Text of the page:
iii. There is some question about the size of the temple as mentioned here, because these dimensions are greater than even Solomon’s temple. The best answer is that Cyrus gave the limits of what they could build, instead of the actual dimensions of the new structure. “He did not command them to make it so large, for he left the ordering of the proportions of the building to their skill and choice; but he restrained them that they should make it no larger, lest they should hereafter make use of it to other purposes against himself.” (Poole)

 

c. Let the gold and silver articles of the house of God . . . be restored and taken back to the temple which is in Jerusalem: Furthermore, Cyrus ordered that the spoils taken from the temple some two generations before be returned to the Jerusalem temple.

 

i. It was a remarkable example of God’s providence that so many of these gold and silver articles of the house of God still existed intact and that King Cyrus commanded them to be returned.

 

3. (6-12) The reply of Darius to Tattenai.

 

Now therefore, Tattenai, governor of the region beyond the River, and Shethar-Boznai, and your companions the Persians who are beyond the River, keep yourselves far from there. Let the work of this house of God alone; let the governor of the Jews and the elders of the Jews build this house of God on its site. Moreover I issue a decree as to what you shall do for the elders of these Jews, for the building of this house of God: Let the cost be paid at the king's expense from taxes on the region beyond the River; this is to be given immediately to these men, so that they are not hindered. And whatever they need; young bulls, rams, and lambs for the burnt offerings of the God of heaven, wheat, salt, wine, and oil, according to the request of the priests who are in Jerusalem; let it be given them day by day without fail, that they may offer sacrifices of sweet aroma to the God of heaven, and pray for the life of the king and his sons. Also I issue a decree that whoever alters this edict, let a timber be pulled from his house and erected, and let him be hanged on it; and let his house be made a refuse heap because of this. And may the God who causes His name to dwell there destroy any king or people who put their hand to alter it, or to destroy this house of God which is in Jerusalem. I Darius issue a decree; let it be done diligently.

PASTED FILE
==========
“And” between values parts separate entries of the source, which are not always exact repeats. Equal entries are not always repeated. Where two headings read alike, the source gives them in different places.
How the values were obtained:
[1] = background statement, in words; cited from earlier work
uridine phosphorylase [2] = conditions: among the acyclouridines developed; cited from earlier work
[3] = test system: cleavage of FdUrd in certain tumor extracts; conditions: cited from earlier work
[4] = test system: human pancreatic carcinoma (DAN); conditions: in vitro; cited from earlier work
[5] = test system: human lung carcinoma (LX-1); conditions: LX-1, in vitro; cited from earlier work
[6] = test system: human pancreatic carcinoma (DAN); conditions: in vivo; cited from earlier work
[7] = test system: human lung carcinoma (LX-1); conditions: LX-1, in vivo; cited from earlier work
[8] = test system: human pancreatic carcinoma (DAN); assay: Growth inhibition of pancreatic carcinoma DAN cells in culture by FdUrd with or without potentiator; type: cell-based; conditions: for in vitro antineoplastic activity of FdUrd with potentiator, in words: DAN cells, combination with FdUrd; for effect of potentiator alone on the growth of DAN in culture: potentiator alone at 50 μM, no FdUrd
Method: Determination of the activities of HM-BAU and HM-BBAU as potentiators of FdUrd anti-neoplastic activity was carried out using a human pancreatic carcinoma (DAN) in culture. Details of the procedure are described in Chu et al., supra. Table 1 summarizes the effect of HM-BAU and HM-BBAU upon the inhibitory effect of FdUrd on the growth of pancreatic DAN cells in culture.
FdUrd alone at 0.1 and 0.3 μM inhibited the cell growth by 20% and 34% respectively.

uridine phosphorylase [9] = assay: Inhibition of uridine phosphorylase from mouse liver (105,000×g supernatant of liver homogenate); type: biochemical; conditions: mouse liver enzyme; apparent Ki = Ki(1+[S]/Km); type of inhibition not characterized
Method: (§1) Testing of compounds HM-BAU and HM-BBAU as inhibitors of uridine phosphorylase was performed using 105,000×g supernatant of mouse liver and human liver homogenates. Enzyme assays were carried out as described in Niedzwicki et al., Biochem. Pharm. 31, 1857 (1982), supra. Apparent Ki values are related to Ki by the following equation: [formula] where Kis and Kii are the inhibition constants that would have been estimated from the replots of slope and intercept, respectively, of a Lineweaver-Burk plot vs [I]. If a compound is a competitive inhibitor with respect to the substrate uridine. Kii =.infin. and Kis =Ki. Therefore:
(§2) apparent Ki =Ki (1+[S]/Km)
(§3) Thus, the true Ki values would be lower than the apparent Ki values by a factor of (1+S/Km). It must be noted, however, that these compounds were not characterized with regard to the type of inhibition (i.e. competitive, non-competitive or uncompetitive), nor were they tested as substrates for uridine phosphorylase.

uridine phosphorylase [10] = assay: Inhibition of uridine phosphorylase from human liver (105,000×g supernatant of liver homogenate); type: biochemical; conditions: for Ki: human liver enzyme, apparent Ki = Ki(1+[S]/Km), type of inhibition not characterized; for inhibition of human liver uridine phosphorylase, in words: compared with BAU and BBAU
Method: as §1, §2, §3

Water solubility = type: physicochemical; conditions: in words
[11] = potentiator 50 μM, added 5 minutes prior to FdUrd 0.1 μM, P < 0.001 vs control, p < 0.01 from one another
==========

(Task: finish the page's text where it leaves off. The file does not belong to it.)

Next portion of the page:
a. Let the work of this house of God alone: Based on the search and recovery of the relevant document from King Cyrus, Darius made the appropriate command to Tattenai, governor of the region beyond the River. Darius commanded him to allow the work on the temple and the city of Jerusalem to continue without interruption.

 

b. Build the house of God on its site: Darius recognized what the elders of the Jews recognized, that it was essential to build the temple upon its old foundations.

 

c. Let the cost be paid at the king’s expense: Based on the prior decree from Cyrus, King Darius did more than allow the work to continue. He commanded that it be funded by local taxes on the region beyond the River. Darius did what is common for politicians to do; he put the burden for funding this work on the province itself, not from his own treasury.

 

i. And it was funded in an impressive manner: whatever they need and let it be given to them day by day without fail mean that this was a substantial grant.

 

ii. In this, we see the wonderful hand of God at work with the objections raised by Tattenai and Shethar-Bozenai as recorded in Ezra 5:3. The end result of these objections was to further the work of God instead of hindering it. This is an example of God working all things together for good for His people (Romans 8:28). On this point, Kidner quotes a line from a William Cowper poem: The clouds which ye so much dread, Are big with mercy.